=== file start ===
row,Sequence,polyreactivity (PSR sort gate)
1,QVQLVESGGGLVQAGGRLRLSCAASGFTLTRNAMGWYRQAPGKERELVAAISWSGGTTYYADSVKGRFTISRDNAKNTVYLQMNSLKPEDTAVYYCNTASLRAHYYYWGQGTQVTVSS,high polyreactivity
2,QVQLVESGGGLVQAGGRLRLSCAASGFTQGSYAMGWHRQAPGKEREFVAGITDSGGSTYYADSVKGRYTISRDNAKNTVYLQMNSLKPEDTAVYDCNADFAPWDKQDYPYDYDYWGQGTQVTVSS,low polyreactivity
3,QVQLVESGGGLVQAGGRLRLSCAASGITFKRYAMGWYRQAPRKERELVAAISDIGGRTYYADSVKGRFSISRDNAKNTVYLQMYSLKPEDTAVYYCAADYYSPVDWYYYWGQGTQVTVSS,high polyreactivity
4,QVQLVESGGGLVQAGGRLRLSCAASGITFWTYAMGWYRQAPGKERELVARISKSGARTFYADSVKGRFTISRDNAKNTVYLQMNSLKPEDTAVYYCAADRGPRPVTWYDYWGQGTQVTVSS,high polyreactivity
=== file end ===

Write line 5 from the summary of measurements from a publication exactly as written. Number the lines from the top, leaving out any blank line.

4,QVQLVESGGGLVQAGGRLRLSCAASGITFWTYAMGWYRQAPGKERELVARISKSGARTFYADSVKGRFTISRDNAKNTVYLQMNSLKPEDTAVYYCAADRGPRPVTWYDYWGQGTQVTVSS,high polyreactivity